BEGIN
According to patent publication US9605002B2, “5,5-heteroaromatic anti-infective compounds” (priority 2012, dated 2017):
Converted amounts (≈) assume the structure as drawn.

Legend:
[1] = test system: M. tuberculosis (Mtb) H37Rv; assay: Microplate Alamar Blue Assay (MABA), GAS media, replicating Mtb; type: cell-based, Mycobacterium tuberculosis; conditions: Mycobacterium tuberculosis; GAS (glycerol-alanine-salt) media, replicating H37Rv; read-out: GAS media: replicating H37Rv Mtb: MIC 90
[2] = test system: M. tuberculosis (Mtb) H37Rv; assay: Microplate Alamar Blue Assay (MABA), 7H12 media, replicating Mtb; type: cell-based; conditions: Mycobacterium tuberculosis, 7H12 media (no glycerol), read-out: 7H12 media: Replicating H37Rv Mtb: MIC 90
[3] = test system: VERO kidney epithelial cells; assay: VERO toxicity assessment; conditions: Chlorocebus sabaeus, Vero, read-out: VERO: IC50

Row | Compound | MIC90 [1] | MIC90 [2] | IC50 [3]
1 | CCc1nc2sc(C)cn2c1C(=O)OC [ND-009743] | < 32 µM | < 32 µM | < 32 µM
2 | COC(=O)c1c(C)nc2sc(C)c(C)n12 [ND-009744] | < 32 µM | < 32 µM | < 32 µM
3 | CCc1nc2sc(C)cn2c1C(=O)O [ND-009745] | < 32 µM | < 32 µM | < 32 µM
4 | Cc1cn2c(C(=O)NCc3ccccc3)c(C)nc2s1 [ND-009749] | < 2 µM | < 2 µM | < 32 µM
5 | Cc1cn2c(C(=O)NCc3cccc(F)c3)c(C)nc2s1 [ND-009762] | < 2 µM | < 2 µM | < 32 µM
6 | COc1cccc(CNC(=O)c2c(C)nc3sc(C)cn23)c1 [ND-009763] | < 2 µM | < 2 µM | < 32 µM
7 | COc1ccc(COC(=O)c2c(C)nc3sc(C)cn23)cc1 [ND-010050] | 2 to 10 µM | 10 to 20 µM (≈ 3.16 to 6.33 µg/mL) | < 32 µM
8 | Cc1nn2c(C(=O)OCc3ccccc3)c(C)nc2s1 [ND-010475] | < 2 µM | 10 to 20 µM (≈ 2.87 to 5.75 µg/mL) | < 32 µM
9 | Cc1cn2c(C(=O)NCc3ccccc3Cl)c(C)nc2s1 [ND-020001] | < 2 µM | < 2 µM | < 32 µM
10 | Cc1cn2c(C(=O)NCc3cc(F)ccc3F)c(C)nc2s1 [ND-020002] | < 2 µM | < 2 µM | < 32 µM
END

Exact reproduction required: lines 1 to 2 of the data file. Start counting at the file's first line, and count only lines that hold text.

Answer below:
According to patent publication US9605002B2, “5,5-heteroaromatic anti-infective compounds” (priority 2012, dated 2017):
Converted amounts (≈) assume the structure as drawn.